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#27875619   2016/11/22 Save this To Up

Automated leukocyte processing by microfluidic deterministic lateral displacement.

We previously developed a Deterministic Lateral Displacement (DLD) microfluidic method in silicon to separate cells of various sizes from blood (Davis et al., Proc Natl Acad Sci 2006;103:14779-14784; Huang et al., Science 2004;304:987-990). Here, we present the reduction-to-practice of this technology with a commercially produced, high precision plastic microfluidic chip-based device designed for automated preparation of human leukocytes (white blood cells; WBCs) for flow cytometry, without centrifugation or manual handling of samples. After a human blood sample was incubated with fluorochrome-conjugated monoclonal antibodies (mAbs), the mixture was input to a DLD microfluidic chip (microchip) where it was driven through a micropost array designed to deflect WBCs via DLD on the basis of cell size from the Input flow stream into a buffer stream, thus separating WBCs and any larger cells from smaller cells and particles and washing them simultaneously. We developed a microfluidic cell processing protocol that recovered 88% (average) of input WBCs and removed 99.985% (average) of Input erythrocytes (red blood cells) and >99% of unbound mAb in 18 min (average). Flow cytometric evaluation of the microchip Product, with no further processing, lysis or centrifugation, revealed excellent forward and side light scattering and fluorescence characteristics of immunolabeled WBCs. These results indicate that cost-effective plastic DLD microchips can speed and automate leukocyte processing for high quality flow cytometry analysis, and suggest their utility for multiple other research and clinical applications involving enrichment or depletion of common or rare cell types from blood or tissue samples. © 2016 International Society for Advancement of Cytometry.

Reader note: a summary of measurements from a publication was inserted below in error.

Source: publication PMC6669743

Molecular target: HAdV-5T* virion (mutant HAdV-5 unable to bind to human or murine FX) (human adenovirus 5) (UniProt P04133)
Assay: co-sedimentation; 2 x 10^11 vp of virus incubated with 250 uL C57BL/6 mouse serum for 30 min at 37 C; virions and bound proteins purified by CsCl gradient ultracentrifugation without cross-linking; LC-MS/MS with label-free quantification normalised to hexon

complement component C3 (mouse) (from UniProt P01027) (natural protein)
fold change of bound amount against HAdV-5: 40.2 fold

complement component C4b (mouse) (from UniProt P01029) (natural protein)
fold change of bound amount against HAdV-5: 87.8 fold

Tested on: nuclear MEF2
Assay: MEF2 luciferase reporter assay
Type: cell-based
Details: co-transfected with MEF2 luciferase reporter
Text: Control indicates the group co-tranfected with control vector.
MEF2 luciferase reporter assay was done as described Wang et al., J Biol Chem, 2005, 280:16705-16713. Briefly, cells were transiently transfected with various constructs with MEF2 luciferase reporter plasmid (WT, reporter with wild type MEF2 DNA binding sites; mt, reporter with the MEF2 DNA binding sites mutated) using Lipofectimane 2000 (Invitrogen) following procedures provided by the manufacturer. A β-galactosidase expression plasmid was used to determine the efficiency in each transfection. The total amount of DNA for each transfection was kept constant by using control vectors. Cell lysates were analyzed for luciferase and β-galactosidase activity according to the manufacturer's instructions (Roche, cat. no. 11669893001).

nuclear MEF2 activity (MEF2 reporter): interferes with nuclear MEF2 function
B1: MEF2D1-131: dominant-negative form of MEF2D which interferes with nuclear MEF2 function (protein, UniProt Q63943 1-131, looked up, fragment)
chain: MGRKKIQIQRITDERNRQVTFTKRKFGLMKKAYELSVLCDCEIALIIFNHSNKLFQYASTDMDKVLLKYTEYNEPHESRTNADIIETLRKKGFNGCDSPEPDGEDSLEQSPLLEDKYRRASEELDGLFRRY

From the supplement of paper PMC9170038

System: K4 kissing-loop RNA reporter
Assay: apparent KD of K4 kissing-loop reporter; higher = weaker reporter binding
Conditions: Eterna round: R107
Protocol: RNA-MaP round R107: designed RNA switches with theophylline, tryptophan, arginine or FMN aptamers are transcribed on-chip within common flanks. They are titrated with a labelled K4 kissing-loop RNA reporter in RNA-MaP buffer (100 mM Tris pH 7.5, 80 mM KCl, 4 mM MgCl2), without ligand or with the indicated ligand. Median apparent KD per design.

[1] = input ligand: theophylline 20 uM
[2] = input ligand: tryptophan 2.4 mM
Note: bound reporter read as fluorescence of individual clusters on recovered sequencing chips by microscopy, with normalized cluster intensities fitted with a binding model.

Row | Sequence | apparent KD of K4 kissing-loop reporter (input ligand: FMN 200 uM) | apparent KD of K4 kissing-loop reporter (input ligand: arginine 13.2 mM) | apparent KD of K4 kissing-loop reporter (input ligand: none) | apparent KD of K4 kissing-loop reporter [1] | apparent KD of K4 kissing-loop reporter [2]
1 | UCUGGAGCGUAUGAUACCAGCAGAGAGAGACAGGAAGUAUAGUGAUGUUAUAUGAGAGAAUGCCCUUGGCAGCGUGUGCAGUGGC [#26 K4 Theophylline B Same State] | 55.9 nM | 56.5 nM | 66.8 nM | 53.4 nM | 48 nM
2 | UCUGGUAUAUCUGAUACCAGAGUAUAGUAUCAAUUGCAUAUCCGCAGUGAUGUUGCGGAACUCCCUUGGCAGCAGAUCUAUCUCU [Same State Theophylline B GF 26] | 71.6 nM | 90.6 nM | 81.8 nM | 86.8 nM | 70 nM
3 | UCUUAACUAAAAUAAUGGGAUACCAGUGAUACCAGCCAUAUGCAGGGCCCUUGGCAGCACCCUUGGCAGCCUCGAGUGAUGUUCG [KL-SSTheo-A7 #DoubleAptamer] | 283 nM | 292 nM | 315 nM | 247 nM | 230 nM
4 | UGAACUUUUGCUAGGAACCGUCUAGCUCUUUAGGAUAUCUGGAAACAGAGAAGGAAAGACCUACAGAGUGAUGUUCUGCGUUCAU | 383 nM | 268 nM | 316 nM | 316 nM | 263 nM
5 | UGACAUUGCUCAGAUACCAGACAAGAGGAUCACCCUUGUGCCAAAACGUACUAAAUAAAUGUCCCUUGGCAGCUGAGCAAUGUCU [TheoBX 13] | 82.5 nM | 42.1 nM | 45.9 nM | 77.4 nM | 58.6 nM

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#19383358   2009/04/22 Save this To Up

A single lysis solution for the analysis of tissue samples by different proteomic technologies.